‡ When filling a new or unfamiliar mold for the first time, where shot size for that mold is unknown, a technician/tool setter usually starts with a small shot weight and fills gradually until the mold is 95 to 99% full. Once this is achieved a small amount of holding pressure will be applied and holding time increased until gate freeze off has occurred, then holding pressure is increased until the parts are free of sinks and part weight has been achieved. Once the parts are good enough and have passed any specific criteria, a setting sheet is produced for people to follow in the future.

Injection molding machine
Injection molding machines consist of two basic parts, an injection unit and a clamping unit. Injection molding machines differ in both injection unit and clamping unit. The name of the injection molding machine is generally based on the type of injection unit used.

‡ 1 Types of injection molding machines
± 1.1 Hydraulic ± 1.2 Electric ± 1.3 Hybrid

‡ 2 Injection unit
± ± ± ± ± ± ± ± ± 2.1 Feed hopper 2.2 Injection ram 2.3 Injection screw 2.4 Barrel 2.5 Injection cylinder 3.1 Injection mold 3.2 Injection platens 3.3 Clamping cylinder 3.4 Tie Bar

‡ 3 Clamping unit

Types of injection molding machines
‡ Machines are classified primarily by the type of driving systems they use: hydraulic, electric, or hybrid. ‡ Hydraulic ‡ Hydraulic presses have historically been the only option available to molders until introduced the first all-electric injection molding machine in 1983. The electric press, also known as Electric Machine Technology (EMT), reduces operation costs by cutting energy consumption and also addresses some of the environmental concerns surrounding the hydraulic press. ‡ Electric ‡ Electric presses have been shown to be quieter, faster, and have a higher accuracy, however the machines are more expensive. ‡ Hybrid ‡ Hybrid injection molding machines take advantage of the best features of both hydraulic and electric systems. Hydraulic machines are the predominant type in most of the world, with the exception of Japan.

Injection unit
‡ The injection unit melts the polymer resin and injects the polymer melt into the mold. The unit may be: ram fed or screw fed. ‡ Feed hopper ‡ The container holding a supply molding material to be fed to the screw. The hopper located over the barrel and the feed throat connects them. ‡ Injection ram ‡ The ram or screw that applies pressure on the molten plastic material to force it into the mold cavities.

‡ Injection screw ‡ The reciprocating-screw machine is the most common. This design uses the same barrel for melting and injection of plastic. ‡ The alternative unit involves the use of separate barrels for plasticizing and injecting the polymer. This type is called a screw-preplasticizer machine or two-stage machine. Plastic pellets are fed from a hopper into the first stage, which uses a screw to drive the polymer forward and melt it. This barrel feeds a second barrel, which uses a plunger to inject the melt into the mold. Older machines used one plungerdriven barrel to melt and inject the plastic. These machines are referred to as plunger-type injection molding machines.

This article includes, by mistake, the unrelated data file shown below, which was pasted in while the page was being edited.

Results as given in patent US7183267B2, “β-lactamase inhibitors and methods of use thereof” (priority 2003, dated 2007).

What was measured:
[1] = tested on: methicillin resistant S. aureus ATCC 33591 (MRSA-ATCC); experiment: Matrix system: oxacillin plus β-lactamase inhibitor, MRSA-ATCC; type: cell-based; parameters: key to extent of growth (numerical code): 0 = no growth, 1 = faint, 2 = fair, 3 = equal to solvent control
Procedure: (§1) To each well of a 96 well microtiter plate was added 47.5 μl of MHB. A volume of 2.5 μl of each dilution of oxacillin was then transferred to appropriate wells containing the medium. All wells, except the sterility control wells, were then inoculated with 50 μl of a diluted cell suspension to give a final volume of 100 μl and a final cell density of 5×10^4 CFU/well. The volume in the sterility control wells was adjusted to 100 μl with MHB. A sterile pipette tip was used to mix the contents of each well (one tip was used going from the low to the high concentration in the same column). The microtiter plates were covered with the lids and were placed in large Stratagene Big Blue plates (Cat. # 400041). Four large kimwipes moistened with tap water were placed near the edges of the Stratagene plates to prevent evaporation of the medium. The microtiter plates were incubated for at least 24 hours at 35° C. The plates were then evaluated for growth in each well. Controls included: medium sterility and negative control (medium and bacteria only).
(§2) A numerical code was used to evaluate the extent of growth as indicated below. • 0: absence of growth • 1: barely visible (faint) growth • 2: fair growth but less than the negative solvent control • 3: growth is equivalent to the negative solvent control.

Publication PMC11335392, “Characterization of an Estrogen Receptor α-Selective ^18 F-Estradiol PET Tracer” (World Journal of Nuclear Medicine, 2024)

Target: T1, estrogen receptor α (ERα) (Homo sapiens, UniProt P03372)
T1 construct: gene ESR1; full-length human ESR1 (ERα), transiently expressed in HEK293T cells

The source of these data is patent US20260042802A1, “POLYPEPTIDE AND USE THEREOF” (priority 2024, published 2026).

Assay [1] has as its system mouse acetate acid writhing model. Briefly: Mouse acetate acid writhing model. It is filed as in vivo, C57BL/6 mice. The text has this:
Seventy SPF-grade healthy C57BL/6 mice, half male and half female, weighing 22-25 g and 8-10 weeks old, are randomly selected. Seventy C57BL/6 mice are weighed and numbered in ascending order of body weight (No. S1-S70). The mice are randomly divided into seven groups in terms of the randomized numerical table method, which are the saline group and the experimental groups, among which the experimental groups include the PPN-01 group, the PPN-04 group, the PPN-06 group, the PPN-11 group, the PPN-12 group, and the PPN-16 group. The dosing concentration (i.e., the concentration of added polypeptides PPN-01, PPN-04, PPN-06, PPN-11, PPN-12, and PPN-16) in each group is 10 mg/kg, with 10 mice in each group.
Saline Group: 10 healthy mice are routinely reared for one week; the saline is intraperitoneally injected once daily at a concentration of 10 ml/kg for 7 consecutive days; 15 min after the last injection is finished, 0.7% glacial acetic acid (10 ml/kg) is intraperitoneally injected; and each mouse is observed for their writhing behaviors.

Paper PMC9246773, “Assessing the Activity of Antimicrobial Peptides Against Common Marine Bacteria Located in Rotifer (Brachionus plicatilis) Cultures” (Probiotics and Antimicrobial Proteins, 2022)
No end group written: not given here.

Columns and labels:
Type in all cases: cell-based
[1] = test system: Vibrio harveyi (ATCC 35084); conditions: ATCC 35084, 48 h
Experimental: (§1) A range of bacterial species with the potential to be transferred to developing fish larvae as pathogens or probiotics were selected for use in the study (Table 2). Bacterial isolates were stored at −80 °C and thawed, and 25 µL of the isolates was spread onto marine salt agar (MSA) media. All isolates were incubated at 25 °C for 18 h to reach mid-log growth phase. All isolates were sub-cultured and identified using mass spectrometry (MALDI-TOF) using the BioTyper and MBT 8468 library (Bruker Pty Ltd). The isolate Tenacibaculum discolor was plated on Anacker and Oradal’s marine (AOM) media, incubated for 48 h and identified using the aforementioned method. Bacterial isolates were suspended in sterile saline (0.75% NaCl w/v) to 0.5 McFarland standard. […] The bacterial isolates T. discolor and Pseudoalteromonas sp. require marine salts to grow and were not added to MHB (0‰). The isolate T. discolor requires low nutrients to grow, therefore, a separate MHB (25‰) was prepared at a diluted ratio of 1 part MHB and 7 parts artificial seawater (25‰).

‡ Barrel ‡ Barrel is a major part that melts resins transmitted from hopper through screws and structured in a way that can heat up resins to the proper temperature. A band heater, which can control temper atures in five sections, is attached outside the barrel. Melted resins are supplied to the mold passing through barrel head, shot-off nozzle, and onetouch nozzle. ‡ Injection cylinder ‡ Hydraulic motor located inside bearing box, which is connected to injection cylinder load, rotates screw, and the melted resins are measures at the nose of screw. There are many types of injection cylinders that supply necessary power to inject resins according to the characteristics of resins and product types at appropriate speed and pressure. This model employs the double cylinder type. Injection cylinder is composed of cylinder body, piston, and piston load.

Clamping unit
‡ The clamping unit holds the mold together, opens and closes it automatically, and ejects the finished part. The mechanism may be of several designs, either mechanical, hydraulic or hydromechanical. ‡ [Injection mold ‡ There are two main types of injection molds: cold runner (two plate and three plate designs) and hot runner ± the more common of the runnerless molds. ‡ Injection platens ‡ Steel plates on a molding machine to which the mold is attached. Generally, two platens are used; one being stationary and the other moveable, actuated hydraulically to open and close the mold. It actually provide place to mount the mould. It contains threaded holes on which mould can be mounted using clamps